- Skin sample testing in the laboratory also performed to detect cutaneous abnormalities2,3.
The identification and treating of the underlying cause of Blue toe syndrome are essential to complete cure of the syndrome.
Available medicines are usually prescribed for reduction of the symptoms.
- Antiplatelet drugs or Anti-coagulants are widely prescribed drugs. Aspirin is most common prescribed medicine, which assists in reducing the pain and also helps in restore blood circulation by the thinning the blood component.
- Vasodilators like alpha-1 blocking agents are also prescribed to reduce the constriction or spastic condition of the blood vessels. However, there is no evidence that this treatment approach is successful in blue toe syndrome.
- Some experts recommend colchicine or corticosteroids as an adjuvant therapy in diffuse and multi-visceral embolisation.
- some experts suggested providing prostanoid drugs to treat ischaemic lesions caused by microembolisation.
However, Large-scale randomized clinical trial require searching effective medical treatment for Blue toe syndrome
The procedure performing for the opening of the blood vessels and to prevent blood flow restriction by inserting a mesh tube into the affected blood vessel.
A surgical process conducted for diverting the blood flow from obstructed blood vessels. In which a healthy blood vessel is taken from another part of the body and attached above and below the affected area to maintain the regular blood flow without obstructing the systemic circulation. Thus Ischemia can be prevented2,3.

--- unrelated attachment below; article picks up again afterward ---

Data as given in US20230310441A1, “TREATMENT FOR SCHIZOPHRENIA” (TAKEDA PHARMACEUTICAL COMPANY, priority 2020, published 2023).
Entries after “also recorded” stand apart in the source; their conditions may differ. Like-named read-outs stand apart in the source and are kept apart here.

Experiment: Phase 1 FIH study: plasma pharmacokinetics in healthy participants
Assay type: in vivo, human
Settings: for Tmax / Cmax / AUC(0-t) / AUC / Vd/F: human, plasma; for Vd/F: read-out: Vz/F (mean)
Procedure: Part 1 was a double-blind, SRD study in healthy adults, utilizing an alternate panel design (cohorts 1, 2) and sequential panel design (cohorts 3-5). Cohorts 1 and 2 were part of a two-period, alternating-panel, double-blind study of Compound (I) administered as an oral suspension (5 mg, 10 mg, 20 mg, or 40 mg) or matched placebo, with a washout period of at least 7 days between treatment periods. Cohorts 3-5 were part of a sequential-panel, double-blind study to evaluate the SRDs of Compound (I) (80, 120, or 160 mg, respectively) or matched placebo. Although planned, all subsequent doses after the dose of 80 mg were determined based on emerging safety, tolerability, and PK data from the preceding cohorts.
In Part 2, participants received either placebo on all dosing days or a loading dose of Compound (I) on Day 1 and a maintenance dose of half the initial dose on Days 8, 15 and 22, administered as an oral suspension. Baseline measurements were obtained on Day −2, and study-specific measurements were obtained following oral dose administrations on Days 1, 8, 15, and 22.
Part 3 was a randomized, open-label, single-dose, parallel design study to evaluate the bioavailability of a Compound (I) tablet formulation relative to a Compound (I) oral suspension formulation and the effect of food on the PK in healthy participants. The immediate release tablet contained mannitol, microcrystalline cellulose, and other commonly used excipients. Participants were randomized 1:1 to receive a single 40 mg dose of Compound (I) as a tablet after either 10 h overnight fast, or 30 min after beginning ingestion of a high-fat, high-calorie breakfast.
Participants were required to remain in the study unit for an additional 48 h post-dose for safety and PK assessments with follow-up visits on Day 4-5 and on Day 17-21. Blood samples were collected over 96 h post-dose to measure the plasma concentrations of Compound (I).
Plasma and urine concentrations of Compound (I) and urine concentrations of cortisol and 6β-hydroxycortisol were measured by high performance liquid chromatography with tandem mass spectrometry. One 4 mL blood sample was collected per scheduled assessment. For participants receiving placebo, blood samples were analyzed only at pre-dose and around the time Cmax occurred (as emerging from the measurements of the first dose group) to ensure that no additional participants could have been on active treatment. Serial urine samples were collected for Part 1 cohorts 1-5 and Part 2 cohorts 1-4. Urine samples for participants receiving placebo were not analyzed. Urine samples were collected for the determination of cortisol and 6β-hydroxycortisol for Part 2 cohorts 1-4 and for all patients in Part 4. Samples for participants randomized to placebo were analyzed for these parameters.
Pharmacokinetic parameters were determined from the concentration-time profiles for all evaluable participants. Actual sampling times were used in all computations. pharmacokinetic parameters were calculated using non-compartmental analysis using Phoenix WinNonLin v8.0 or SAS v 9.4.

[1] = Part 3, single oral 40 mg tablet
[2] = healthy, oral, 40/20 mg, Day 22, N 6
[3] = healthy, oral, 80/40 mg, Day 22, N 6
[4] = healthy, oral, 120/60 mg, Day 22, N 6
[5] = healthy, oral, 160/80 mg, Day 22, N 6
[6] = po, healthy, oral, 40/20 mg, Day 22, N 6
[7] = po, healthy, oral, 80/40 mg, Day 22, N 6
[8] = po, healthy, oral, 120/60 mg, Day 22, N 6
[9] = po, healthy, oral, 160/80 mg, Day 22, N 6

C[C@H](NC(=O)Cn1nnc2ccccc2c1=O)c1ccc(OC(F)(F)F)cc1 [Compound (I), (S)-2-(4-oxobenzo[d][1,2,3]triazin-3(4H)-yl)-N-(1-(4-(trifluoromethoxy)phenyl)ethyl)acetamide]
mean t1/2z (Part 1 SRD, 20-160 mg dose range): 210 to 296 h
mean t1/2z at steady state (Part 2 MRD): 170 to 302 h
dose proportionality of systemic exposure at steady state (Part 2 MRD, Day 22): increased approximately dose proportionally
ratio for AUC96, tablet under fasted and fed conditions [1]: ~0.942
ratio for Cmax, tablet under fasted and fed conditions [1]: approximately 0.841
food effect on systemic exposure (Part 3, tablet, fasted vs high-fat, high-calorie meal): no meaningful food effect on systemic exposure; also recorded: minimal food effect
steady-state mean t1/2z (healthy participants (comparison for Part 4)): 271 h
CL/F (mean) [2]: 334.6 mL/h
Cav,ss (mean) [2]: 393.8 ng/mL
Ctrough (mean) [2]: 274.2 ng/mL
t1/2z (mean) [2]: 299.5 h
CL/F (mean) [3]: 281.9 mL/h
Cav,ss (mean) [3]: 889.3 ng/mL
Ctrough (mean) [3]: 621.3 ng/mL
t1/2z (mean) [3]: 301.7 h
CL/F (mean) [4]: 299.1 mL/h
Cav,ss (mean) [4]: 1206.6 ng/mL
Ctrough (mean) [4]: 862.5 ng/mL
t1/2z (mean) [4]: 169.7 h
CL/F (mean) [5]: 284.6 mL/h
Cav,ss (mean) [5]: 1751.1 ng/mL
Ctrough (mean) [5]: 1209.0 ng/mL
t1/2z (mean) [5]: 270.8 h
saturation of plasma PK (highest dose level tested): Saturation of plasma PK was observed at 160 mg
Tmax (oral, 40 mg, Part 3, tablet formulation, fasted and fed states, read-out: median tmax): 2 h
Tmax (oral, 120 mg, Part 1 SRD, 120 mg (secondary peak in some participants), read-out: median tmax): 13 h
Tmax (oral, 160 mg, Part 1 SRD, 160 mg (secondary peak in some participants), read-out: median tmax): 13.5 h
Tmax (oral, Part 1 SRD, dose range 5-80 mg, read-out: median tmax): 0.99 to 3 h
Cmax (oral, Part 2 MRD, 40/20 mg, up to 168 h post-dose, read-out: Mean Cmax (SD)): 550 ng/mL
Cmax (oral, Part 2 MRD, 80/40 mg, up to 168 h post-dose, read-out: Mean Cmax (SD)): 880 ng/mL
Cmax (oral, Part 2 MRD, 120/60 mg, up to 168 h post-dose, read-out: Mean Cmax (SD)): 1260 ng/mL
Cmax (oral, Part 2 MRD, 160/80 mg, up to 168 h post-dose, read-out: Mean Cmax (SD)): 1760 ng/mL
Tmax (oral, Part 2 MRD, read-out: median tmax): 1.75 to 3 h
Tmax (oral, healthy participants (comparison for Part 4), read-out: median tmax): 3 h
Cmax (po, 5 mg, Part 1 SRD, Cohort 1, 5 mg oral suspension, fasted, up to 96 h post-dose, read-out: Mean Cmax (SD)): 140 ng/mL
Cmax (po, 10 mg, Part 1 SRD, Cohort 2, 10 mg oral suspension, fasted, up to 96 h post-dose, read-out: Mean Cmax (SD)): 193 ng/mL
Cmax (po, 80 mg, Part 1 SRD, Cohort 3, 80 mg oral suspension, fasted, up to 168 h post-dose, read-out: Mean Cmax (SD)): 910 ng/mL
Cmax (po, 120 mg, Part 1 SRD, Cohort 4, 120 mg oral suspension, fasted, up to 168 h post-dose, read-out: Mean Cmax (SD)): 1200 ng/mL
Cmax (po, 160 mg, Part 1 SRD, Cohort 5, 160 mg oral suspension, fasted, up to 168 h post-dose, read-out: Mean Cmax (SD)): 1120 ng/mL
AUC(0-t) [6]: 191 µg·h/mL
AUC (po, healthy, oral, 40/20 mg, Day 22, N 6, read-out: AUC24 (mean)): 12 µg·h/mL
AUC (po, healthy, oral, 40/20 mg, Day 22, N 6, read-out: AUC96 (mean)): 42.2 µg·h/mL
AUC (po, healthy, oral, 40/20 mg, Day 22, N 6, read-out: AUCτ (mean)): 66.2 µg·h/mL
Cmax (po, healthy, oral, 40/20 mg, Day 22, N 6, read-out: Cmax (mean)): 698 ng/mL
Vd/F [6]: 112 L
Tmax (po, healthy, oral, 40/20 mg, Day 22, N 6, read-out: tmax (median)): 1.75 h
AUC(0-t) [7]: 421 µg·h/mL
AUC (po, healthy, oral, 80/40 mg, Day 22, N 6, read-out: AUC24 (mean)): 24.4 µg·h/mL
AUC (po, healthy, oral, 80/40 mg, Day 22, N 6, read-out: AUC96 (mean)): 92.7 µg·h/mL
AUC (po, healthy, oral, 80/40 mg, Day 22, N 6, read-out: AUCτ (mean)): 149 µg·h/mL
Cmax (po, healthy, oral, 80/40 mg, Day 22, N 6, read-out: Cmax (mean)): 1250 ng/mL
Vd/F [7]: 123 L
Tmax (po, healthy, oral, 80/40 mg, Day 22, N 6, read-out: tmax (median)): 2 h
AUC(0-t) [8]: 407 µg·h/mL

- Untreated Blue toe syndrome often causes gangrene formation. In Gangrene insufficient blood supply causes tissue necrosis. Early detection and treatment commencement prevent tissue necrosis. In certain cases, surgery is conducted to remove dead tissues and antibiotic is prescribed to settle the infection at the initial level. therefore, the scope of gangrene development become less.
- In complicated case or progression of the disease to extended organs need to be affected limb amputation to restrict the further progression of the disease.
- Some time Blue toe syndrome is converted to Raynaud’s Disease, where both finger toes can be affected. Suggested treatment for this is medication, avoidence of exposure to cold, relaxation etc2.
- Hirschmann JV, Raugi GJ. Blue (or purple) toe syndrome. J Am Acad Dermatol. 2009 Jan;60(1):1-20; quiz 21-2. doi: 10.1016/j.jaad.2008.09.038. Retrieve from https://www.ncbi.nlm.nih.gov/pubmed/19103358
- Blue Toe Syndrome; FOOT-PAIN-EXPLORED.COM; Retrieve from http://www.foot-pain-explored.com/blue-toe-syndrome.html
- Pavel Poredos, (2004); Blue Toe Syndrome: An article from the e-journal of the ESC Council for Cardiology Practice; European Society Of Cardiology; Retrieve from https://www.escardio.org/Journals/E-Journal-of-Cardiology-Practice/Volume-2/Blue-Toe-Syndrome-Title-Blue-Toe-Syndrome
- Blue Toe Syndrome; FOOT-PAIN-EXPLAINED; Retrieve from http://www.foot-pain-explained.com/blue_toe_syndrome.html